But the Southeast, including northern and central Florida, is one region that hasn’t experienced much warming due to greenhouse gases, Zierden says.

“Our historic data records show that the climate of the Southeast was characterized by relatively warm decades in the 1920s, 1930s and 1950s and cooler decades in the 1960s through 1980s. In northern Alabama and northern Georgia, some of the hottest years on record and many daily heat records occurred in the 1930s,” he says.

In Florida, man has impacted the climate, but mostly by changing the land, he says. Temperatures have risen along the southeast Florida coast by more than a 1 degree F in the last 40 years.        

“Much of this can be attributed to urban development, where cities built of concrete and asphalt now absorb and hold more heat than the natural environment they replaced. Similar trends are observed in other urbanized areas like Jacksonville, Tampa, Orlando and the I-4 corridor.

Other changes to the land surface have also impacted the local climate, like the draining of vast wetlands and their conversion to sugar cane fields around Belle Glade on the south shore of Lake Okeechobee,” he says.

To see local historical temperature and precipitation patterns in Florida, click here.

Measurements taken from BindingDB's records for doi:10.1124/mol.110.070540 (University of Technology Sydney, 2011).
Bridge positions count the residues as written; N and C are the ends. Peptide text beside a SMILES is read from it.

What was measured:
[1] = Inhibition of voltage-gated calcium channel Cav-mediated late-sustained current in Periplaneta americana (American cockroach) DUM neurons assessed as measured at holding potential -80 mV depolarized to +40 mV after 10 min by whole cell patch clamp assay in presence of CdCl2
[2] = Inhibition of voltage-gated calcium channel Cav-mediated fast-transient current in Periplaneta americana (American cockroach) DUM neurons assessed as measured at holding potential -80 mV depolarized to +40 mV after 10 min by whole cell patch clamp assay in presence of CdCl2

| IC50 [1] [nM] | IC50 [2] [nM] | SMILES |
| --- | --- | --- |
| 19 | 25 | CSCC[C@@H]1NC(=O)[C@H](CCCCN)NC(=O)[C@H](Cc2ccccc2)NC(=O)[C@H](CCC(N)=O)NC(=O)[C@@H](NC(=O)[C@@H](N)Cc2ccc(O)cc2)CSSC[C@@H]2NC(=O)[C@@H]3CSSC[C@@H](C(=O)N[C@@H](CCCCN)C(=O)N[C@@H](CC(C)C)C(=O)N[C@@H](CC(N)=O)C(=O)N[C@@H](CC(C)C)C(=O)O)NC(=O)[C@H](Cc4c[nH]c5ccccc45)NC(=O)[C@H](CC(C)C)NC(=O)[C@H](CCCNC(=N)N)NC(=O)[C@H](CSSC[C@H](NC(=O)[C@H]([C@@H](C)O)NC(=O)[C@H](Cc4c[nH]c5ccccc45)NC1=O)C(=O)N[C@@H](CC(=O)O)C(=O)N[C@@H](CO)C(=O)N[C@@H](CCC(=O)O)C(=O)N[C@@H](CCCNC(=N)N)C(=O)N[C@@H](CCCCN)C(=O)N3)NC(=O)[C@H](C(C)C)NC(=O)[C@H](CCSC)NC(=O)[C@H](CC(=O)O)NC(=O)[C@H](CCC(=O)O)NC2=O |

Will the Southeast continue to lag behind global warming trend? Probably.

“While global climate models have some skill at predicting changes to the global average temperature, they have much harder time predicting regional or local changes. Our geography and being surrounded by the Gulf of Mexico and Atlantic Ocean would suggest that temperature changes will be less here in Florida,” he says.

Florida and the Southeast might feel the changes predicted for other parts of the world in the future, or the region may not.

“However, that does not mean that we can sit back without taking action. With a nearly tropical climate, a small increase in temperature or changes in rainfall patterns could have a profound influence on natural and man-made systems. South Florida is already struggling with the reality of sea level rise. Human health and disease is and will be affected,” he says.